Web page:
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  • Mint: A Great Way to Know How Much Money You Don't Have

    I'm both bad with bookkeeping and a fan of apps that live-track my personal data, so I'm a sucker for things like Nike+ and Mint. Recently acquired by Intuit (a development savaged by 37signals's Jason Fried in an essay piquantly titled The Next Generation Bends Over"), Mint is a personal finance webapp that can be accessed via browser and on your iPhone. It tracks your expenses and payments, and provides alerts for important events like due dates for bills or low balances in your accounts (ahem).

    They just released version 3.0 of the iPhone app, and improved the user interface as well as adding important functionality. You can now configure push notifications for certain alerts, and perhaps most impressively, can now edit transactions using the app.

    Mint is able to deduce expense categories for most transactions, but for better reporting you can now use the app to correct, or define, which expense was for what category, and add notes for tracking purposes.

    Finally, the new release adds passcode protection for your personal data, and will automatically log you out if you receive a call or a text while using Mint. The company offers industry-standard security, which should only improve as they come under the Intuit umbrella. Further, they note that Mint is a "read only" service: you cannot initiate any transactions using the app. Be that as it may, Mint does store your online access credentials, and in an age of data theft, one should always be vigilant about any account that can be managed online.

    Mint is a free download from the iTunes App Store.
    This article was originally published in forum thread: Mint: A Great Way to Know How Much Money You Don't Have started by Paul Daniel Ash View original post
    Comments 24 Comments
    1. FoneWeasel's Avatar
      FoneWeasel -
      Quote Originally Posted by Happy Noodle Boy View Post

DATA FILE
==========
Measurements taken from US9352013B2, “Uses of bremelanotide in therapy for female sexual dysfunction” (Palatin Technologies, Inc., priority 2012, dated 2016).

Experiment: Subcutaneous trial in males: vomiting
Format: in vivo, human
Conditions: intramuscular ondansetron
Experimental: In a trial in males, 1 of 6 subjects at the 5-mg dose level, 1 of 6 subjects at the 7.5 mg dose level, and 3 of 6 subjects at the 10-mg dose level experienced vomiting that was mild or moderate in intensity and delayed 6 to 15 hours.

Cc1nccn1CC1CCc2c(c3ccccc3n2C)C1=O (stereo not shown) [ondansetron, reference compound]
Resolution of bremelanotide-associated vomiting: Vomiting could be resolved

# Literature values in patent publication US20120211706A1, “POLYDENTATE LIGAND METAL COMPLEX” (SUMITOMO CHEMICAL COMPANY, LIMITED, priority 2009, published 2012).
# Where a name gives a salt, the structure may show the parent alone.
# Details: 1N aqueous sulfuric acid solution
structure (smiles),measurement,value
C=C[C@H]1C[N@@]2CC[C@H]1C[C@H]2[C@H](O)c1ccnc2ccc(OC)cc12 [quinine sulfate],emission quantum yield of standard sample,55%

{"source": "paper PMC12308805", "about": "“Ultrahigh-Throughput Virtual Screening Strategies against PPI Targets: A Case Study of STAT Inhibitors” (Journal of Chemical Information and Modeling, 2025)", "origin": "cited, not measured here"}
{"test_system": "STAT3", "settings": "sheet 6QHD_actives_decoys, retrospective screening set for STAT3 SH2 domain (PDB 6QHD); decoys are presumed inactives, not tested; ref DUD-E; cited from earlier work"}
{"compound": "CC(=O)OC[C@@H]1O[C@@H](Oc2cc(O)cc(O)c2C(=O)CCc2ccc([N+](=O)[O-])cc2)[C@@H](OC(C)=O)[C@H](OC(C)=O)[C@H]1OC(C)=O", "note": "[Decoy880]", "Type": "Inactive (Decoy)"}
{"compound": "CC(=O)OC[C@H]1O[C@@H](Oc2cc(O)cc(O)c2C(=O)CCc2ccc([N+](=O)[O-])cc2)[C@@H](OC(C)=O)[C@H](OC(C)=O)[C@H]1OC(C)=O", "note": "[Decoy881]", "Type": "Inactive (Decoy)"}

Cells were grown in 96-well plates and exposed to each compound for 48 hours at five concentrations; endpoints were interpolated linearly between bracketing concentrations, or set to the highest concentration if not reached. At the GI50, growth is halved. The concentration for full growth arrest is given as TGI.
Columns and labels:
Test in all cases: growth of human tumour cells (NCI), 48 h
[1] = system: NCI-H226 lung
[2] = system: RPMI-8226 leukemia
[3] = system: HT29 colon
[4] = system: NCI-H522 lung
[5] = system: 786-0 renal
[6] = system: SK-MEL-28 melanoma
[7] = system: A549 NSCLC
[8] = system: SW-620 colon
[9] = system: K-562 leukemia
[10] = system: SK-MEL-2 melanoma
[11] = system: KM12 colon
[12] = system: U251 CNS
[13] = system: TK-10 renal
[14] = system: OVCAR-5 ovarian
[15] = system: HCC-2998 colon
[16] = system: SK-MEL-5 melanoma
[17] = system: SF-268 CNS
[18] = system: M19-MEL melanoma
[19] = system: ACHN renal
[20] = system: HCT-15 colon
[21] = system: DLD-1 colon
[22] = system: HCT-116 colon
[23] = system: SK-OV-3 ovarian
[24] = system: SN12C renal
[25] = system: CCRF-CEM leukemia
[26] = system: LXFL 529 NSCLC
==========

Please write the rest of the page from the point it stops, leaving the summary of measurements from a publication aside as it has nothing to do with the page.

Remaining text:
It hasn't been hacked. In fact, it's been doing so well it was recently purchased/integreated into Intiut, makers of Quicken.
      They've had some security issues in the past and also internal issues with employee security. Regardless of if you believe it's safe, you're still giving your personal information over to another company that like any other, has employees that may do something unethical with your information. It happens all the time with various sites (Facebook being a recent one), why can't it happen on Mint.com?

      =Happy Noodle Boy]It's no different than you yourself logging in to your bank website. All mint does is take that information and puts it in one place (mint themselves don't see/store your passwords)
      This is simply untrue. Employees at Mint.com have access to your account information if they want. Additionally it's not as safe as logging into your banks website. You're trusting them to make a secure connection to the banks site and if anything happens to your money, they aren't responsible for a thing, unlike logging into your banks site yourself.
    1. Happy Noodle Boy's Avatar
      Happy Noodle Boy -
      Did you even bothered to read how Mint works or are you just ranting from your tin-foil covered basement using a HAM radio while leeching off a public library and swapping IP addresses every 5 minutes? From Mint's own FAQ:

      Do you store my bank login information on your servers?
      Your bank login credentials are stored securely in a separate database using multi-layered hardware and software encryption. We only store the information needed to save you the trouble of updating, syncing or uploading financial information manually.

      Am I at greater risk of someone stealing my identity by using your service?
      No, as Mint does not require any personally identifiable information for you to create an account. Mint only asks for the following:

      * Email Address
      * Zip Code
      * Password

      At no time do we ask you for information that would be required for a hacker to steal your identity, such as your full name, bank account numbers, credit card numbers, billing address.

      Can Mint employees view my bank account numbers or credit card numbers?

      Your bank account and credit card numbers are not sent to or stored by Mint.com. So this information can’t be seen by Mint employees.

      If someone does manage to steal my Mint log in information, can they access my bank accounts and credit cards to make any transactions?

      No, as Mint provides a strictly “read only” view of your transaction information. Your online banking user names and passwords are never displayed after you enter them during your first session.

      So worst-care scenario that Mint is breached, people will know just how little money you actually have! Oh no! If anything, it'll mean they'll stop bothering you since we're all broke in this economy anyways.

      Seriously, stop reading 1984 and embrace the information movement. Just keep a strong password (mine's 12345) and use common sense and you'll never have a problem with services like this.

      PS: Mint can only read bank account information, it can't make transfers/withdrawals/deposits.
    1. .:MirrorminD:.'s Avatar
      .:MirrorminD:. -
      Great app, been using it since it first came out in the App store
    1. mdc929's Avatar
      mdc929 -
      hah im actually scared of what this app would tell me
      ignorance is bliss